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The almost-eerie similarities between Alex Smith’s and Joe Theismann’s injury situations

Washington Redskins quarterback Alex Smith (11) holds his head after an injury during the second half of an NFL football game against the Houston Texans, Sunday, Nov. 18, 2018 in Landover, Md. Kneeling down to talk to Smith is teammate Morgan Moses (76).
Pablo Martinez Monsivais, AP

SALT LAKE CITY — When people say history repeats itself, they might use the new documentary on former University of Utah quarterback Alex Smith’s inspiring recovery from a gruesome leg injury and infection as evidence.

It’s almost “Twilight Zone” eerie how closely Smith’s situation resembled what happened to Joe Theismann almost four decades earlier.

A graphic that made the rounds on social media following the documentary’s debut last Friday highlights many of the coincidences between Smith and Theismann, who was interviewed for the hour-long show.

Those Smith-Theismann similarities include:


Theismann: broken right tibia and fibula

Smith: broken right tibia and fibula


Theismann: Nov. 18, 1985

Smith: Nov. 18, 2018


Theismann: Washington Redskins

Smith: Washington Redskins


Theismann: Redskins’ stadium (RFK Stadium), Washington, D.C.

Smith: Redskins’ stadium (FedEx Field), Washington, D.C.

Yard line

Theismann: Near the 40

Smith: Near the 40

Final score

Theismann: 23-21

Smith: 23-21

Tackled by

Theismann: 3-time Defensive Player of the Year Lawrence Taylor

Smith: 3-time Defensive Player of the Year J.J. Watt

Left tackle situation

Theismann: Pro Bowl left tackle Joe Jacoby off the field because of injury

Smith: Pro Bowl left tackle Trent Williams off the field because of injury

Though some of the circulating memes showed even more similarities — claiming both injuries happened on the 39-yard-line, for instance — a writer at did a Snopes-like investigation of the shared facts and showed that not everything that was shared was fully accurate. For one thing, Theismann reportedly appeared to be sacked on the 41, while Smith was at the 37.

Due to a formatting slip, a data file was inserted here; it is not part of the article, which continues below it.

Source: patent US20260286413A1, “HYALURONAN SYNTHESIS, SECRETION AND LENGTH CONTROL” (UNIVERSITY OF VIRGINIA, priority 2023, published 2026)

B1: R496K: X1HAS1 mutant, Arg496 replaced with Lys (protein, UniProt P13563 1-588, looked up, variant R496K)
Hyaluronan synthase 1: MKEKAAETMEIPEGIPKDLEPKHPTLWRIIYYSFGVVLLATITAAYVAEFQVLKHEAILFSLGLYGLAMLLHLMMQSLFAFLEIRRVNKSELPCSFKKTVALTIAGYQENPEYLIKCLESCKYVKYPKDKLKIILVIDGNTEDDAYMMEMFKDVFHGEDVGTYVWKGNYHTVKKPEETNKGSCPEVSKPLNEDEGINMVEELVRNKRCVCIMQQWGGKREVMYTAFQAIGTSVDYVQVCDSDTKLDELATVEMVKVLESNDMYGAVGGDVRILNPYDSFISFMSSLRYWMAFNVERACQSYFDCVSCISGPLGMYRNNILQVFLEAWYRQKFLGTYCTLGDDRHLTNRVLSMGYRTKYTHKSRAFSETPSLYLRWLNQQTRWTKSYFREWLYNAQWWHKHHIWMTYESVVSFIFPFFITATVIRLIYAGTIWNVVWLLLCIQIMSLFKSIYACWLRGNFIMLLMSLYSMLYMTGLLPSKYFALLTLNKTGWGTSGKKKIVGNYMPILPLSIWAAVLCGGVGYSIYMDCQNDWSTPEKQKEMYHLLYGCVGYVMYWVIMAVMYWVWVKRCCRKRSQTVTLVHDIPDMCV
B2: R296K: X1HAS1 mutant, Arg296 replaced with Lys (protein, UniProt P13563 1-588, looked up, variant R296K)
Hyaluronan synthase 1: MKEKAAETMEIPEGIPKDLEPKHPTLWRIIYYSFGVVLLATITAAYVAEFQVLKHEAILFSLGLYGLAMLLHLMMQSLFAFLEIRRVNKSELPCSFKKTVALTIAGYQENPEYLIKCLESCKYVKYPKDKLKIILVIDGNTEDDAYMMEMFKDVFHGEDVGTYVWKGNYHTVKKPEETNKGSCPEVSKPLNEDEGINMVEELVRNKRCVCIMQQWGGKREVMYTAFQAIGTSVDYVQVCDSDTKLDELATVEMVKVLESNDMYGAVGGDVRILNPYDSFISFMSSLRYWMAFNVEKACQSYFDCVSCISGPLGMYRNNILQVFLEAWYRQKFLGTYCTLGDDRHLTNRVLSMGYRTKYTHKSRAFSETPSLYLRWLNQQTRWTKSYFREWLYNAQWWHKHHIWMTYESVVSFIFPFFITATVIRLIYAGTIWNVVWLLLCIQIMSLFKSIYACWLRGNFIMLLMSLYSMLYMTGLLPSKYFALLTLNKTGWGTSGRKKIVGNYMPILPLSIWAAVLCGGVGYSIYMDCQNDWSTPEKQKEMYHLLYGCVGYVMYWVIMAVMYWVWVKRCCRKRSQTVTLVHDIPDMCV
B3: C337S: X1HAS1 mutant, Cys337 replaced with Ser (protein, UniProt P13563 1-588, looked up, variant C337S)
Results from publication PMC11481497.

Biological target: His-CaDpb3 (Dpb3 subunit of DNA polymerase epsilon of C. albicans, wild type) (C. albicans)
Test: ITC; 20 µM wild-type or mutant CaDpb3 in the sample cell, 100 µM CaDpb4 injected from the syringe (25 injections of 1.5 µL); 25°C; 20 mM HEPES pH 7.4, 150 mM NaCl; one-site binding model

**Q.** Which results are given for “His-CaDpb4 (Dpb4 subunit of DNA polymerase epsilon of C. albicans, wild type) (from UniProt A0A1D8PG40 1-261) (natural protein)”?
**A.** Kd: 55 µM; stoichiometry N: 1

Another truth-stretching fact: Taylor didn’t win his third DPOY award until the following season (1986). Though the Hall of Famer was credited with the sack on Theismann, Kareem Jackson was the one who sacked Smith with Watt coming in to assist.

There could be another huge difference.

In the documentary, Smith made it clear he wants to play again — something Theismann was unable to do. And Theismann went on radio — speaking with 106.7 The Fan’s Grant Paulsen and Danny Rouhier recently — and said he believes that just might happen.

“To see the things he’s been able to do, since the end of the documentary, I just ... at first I thought 95-5 that he’s done. Now, I’m not so sure,” Theismann said. “I’m leaning 80-20 that he may make a comeback. He’s got three years left on his deal. He hasn’t played in a couple years. He’s not a Lamar Jackson, Kyler Murray run around type of quarterback. He operates out of the pocket extremely well. He’s a great game manager.”